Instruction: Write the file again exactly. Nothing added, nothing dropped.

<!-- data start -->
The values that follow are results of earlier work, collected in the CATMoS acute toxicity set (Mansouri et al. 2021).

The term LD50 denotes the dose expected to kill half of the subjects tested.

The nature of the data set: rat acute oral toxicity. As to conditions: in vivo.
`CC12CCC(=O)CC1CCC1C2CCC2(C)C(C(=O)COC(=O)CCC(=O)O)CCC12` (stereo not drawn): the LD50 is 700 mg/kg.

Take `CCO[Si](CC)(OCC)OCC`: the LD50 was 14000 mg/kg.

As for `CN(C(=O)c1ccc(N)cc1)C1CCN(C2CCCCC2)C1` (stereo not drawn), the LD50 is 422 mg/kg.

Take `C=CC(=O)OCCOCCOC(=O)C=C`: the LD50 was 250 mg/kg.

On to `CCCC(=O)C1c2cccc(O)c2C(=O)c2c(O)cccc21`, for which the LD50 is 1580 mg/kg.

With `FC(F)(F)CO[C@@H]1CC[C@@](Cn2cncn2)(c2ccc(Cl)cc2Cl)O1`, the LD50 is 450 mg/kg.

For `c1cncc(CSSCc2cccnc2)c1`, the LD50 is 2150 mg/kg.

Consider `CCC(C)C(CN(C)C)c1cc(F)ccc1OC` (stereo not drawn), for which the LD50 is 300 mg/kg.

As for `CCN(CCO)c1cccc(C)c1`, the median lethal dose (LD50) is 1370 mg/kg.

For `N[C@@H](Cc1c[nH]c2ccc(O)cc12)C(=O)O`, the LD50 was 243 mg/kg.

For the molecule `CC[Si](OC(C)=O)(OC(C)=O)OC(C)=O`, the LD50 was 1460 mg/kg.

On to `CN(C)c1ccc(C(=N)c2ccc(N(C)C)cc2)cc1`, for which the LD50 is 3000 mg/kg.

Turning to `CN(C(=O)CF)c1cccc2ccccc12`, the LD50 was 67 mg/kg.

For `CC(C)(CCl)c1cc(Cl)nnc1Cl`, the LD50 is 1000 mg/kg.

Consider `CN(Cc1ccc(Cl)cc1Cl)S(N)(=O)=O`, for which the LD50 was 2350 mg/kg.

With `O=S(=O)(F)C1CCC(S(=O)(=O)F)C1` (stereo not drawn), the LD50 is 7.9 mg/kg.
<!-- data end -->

The values that follow are results of earlier work, collected in the CATMoS acute toxicity set (Mansouri et al. 2021).

The term LD50 denotes the dose expected to kill half of the subjects tested.

The nature of the data set: rat acute oral toxicity. As to conditions: in vivo.
`CC12CCC(=O)CC1CCC1C2CCC2(C)C(C(=O)COC(=O)CCC(=O)O)CCC12` (stereo not drawn): the LD50 is 700 mg/kg.

Take `CCO[Si](CC)(OCC)OCC`: the LD50 was 14000 mg/kg.

As for `CN(C(=O)c1ccc(N)cc1)C1CCN(C2CCCCC2)C1` (stereo not drawn), the LD50 is 422 mg/kg.

Take `C=CC(=O)OCCOCCOC(=O)C=C`: the LD50 was 250 mg/kg.

On to `CCCC(=O)C1c2cccc(O)c2C(=O)c2c(O)cccc21`, for which the LD50 is 1580 mg/kg.

With `FC(F)(F)CO[C@@H]1CC[C@@](Cn2cncn2)(c2ccc(Cl)cc2Cl)O1`, the LD50 is 450 mg/kg.

For `c1cncc(CSSCc2cccnc2)c1`, the LD50 is 2150 mg/kg.

Consider `CCC(C)C(CN(C)C)c1cc(F)ccc1OC` (stereo not drawn), for which the LD50 is 300 mg/kg.

As for `CCN(CCO)c1cccc(C)c1`, the median lethal dose (LD50) is 1370 mg/kg.

For `N[C@@H](Cc1c[nH]c2ccc(O)cc12)C(=O)O`, the LD50 was 243 mg/kg.

For the molecule `CC[Si](OC(C)=O)(OC(C)=O)OC(C)=O`, the LD50 was 1460 mg/kg.

On to `CN(C)c1ccc(C(=N)c2ccc(N(C)C)cc2)cc1`, for which the LD50 is 3000 mg/kg.

Turning to `CN(C(=O)CF)c1cccc2ccccc12`, the LD50 was 67 mg/kg.

For `CC(C)(CCl)c1cc(Cl)nnc1Cl`, the LD50 is 1000 mg/kg.

Consider `CN(Cc1ccc(Cl)cc1Cl)S(N)(=O)=O`, for which the LD50 was 2350 mg/kg.

With `O=S(=O)(F)C1CCC(S(=O)(=O)F)C1` (stereo not drawn), the LD50 is 7.9 mg/kg.